DOC rejects Cardrona chairlift plans

Lizards force Cardrona to look elsewhere to install a chairlift | Image from Mandy Tocher

Cardrona has been forced to abandon plans for a chairlift on Pringles Quad after DOC made the decision to not approve the Wildlife Act Authorisation due to native lizards found in the area. The chairlift was meant to be installed in time for winter 2019 but due to this significant setback, Cardrona must find a new site to install one and hopes instead to have another life by Winter 2021. 

“Though we are very disappointed we will not be able to install the Pringle’s lift, we support the position DOC has taken to protect these rare and endangered lizards,” said Bridget Legnavsky, Cardrona Alpine Resorts Ltd General Manager. The team had spent the last year and a “significant effort” working with one of New Zealand's leading herpetologists (lizard experts) and DOC to create a plan that would mitigate any potential impact on the lizard species caused by the lift construction. 

On Cardrona’s website, Jen Houltham said “We got it to the point where we were confident we were looking after the lizards, and submitted it to the Department of Conservation.” Despite this effort, DOC did not approve the application, with Houltham saying that “we're a bit gutted” at the news. Pringle’s Quad is home to some of the nation’s rarest lizards, including the nationally vulnerable Orange-spotted gecko and Lakes skink species.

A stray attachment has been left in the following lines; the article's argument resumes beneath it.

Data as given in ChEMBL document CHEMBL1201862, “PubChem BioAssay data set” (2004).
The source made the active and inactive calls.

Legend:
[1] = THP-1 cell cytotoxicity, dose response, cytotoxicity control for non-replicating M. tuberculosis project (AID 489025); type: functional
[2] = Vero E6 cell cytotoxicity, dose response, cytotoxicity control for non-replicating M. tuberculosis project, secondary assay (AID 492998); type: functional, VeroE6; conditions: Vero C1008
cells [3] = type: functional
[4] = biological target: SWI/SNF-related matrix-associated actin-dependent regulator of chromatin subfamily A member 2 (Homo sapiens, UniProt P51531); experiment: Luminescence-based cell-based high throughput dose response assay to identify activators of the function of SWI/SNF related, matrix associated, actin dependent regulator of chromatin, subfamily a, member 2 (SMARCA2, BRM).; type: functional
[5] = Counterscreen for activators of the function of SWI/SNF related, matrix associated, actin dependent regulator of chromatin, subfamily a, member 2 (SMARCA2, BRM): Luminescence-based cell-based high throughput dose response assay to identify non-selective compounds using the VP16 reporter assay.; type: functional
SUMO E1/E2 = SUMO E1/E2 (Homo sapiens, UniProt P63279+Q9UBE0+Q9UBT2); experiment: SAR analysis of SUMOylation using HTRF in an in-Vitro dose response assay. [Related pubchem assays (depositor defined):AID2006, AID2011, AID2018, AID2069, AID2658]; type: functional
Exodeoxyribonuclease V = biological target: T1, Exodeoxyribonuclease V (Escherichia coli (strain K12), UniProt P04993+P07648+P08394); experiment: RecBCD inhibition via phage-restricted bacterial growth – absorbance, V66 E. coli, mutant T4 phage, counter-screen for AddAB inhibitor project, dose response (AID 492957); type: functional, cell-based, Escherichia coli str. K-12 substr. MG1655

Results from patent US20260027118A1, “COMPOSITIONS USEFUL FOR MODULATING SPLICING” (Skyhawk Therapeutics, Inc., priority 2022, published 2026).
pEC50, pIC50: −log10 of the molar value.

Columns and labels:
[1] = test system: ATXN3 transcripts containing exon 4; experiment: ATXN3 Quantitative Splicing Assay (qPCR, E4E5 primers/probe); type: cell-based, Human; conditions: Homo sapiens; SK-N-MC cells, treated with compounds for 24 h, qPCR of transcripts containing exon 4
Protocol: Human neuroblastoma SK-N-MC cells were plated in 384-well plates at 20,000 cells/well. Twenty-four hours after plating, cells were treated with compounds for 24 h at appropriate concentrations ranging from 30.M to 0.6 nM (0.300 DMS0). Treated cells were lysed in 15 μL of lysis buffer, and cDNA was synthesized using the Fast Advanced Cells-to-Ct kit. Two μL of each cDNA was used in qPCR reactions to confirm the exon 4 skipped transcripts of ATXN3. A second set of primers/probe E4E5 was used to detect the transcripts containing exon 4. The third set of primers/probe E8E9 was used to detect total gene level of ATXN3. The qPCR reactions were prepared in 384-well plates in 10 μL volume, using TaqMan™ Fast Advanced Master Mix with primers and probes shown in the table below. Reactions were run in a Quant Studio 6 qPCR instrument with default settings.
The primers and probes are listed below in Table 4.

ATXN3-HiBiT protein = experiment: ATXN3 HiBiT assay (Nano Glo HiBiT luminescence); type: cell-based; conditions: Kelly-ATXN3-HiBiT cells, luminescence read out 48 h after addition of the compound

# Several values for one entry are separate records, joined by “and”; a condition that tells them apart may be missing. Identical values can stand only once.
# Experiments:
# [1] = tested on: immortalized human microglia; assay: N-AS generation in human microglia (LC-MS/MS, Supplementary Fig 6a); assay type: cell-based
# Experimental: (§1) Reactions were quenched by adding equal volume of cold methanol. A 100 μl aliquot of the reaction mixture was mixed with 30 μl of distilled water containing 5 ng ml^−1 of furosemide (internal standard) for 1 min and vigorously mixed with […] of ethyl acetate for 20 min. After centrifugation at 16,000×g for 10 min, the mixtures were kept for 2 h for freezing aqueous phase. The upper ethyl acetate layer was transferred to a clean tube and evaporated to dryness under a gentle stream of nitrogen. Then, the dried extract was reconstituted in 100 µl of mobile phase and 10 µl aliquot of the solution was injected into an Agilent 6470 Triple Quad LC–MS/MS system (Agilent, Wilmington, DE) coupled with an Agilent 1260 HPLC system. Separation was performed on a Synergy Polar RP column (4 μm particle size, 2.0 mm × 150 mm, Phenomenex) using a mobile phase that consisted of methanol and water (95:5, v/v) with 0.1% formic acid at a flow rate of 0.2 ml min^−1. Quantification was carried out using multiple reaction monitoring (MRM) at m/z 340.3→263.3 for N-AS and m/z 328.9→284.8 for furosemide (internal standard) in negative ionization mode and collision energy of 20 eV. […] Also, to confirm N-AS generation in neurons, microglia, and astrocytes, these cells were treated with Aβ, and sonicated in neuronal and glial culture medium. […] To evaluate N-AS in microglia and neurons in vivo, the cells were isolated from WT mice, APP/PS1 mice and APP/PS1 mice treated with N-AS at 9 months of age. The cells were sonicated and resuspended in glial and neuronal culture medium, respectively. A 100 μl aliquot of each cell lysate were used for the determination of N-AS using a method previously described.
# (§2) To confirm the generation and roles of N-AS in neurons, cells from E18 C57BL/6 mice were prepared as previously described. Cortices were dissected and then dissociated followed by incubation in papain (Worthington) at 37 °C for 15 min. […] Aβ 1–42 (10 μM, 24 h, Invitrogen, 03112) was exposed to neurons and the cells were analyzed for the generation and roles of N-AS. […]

DOC’s southern South Island operations director, Aaron Fleming, said “DOC commends the resort for their cooperation to ensure this wildlife refuge is protected.” Cardrona was not legally bound to stop the chairlift as a result of the declined application, but according to Fleming “continuing with the construction without the Wildlife Act authorisation could have been an offence under the Wildlife Act if this work caused the death of protected wildlife.” 

He went on to note that “Constructing a chairlift involves destroying rocky outcrops inhabited by lizards and squashing other lizard habitat with heavy machinery, and it is very likely that lizards would be killed at the same time.” Both DOC and Cardrona will continue to work together to determine how they can change their existing chairlift plans to ensure the area’s biodiversity is well protected. 


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